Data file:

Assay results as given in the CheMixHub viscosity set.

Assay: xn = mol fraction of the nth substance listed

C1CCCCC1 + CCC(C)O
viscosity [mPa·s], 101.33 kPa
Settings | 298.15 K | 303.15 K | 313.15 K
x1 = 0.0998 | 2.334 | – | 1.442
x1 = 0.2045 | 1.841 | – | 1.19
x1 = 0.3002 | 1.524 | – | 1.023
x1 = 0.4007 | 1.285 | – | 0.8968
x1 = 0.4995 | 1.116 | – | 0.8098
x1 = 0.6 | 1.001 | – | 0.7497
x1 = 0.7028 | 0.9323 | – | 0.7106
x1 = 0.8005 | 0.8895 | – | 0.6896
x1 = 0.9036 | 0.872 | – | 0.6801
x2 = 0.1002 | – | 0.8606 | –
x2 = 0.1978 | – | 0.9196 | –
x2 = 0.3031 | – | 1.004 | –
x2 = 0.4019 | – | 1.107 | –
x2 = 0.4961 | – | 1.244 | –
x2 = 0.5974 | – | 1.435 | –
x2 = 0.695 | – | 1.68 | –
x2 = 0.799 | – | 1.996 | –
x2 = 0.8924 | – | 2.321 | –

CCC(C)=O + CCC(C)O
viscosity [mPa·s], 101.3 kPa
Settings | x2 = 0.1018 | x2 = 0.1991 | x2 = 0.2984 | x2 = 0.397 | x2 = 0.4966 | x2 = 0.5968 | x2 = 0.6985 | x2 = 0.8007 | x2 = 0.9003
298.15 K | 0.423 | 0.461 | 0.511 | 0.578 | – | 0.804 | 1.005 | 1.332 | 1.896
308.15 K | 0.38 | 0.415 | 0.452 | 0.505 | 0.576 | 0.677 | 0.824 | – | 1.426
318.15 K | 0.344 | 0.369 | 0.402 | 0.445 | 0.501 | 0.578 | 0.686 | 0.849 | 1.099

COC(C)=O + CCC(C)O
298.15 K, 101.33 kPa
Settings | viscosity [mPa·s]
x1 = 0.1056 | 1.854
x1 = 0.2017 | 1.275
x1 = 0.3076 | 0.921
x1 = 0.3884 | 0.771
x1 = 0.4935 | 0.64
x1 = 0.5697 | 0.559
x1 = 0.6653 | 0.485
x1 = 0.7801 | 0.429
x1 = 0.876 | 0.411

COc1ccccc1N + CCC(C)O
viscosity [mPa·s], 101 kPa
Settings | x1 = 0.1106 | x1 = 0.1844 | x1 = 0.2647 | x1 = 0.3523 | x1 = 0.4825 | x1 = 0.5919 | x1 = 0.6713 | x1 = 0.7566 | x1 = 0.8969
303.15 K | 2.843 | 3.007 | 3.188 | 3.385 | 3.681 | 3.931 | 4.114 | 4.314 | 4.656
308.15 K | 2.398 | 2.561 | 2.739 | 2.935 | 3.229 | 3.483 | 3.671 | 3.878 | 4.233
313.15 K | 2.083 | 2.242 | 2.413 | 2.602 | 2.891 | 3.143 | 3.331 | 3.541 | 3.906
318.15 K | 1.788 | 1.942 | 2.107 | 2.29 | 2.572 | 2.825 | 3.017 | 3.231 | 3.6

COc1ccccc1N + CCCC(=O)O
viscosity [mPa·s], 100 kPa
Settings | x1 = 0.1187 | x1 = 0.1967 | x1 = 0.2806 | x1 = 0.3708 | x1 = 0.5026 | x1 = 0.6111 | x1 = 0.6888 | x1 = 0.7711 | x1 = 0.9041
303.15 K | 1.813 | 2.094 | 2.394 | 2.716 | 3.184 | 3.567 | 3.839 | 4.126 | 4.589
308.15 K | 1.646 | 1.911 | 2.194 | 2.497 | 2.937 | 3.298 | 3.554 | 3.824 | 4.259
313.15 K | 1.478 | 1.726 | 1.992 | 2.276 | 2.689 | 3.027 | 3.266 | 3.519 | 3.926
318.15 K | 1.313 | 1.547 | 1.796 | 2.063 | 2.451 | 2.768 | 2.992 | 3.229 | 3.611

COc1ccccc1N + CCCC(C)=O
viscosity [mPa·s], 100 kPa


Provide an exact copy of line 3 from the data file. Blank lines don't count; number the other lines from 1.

C1CCCCC1 + CCC(C)O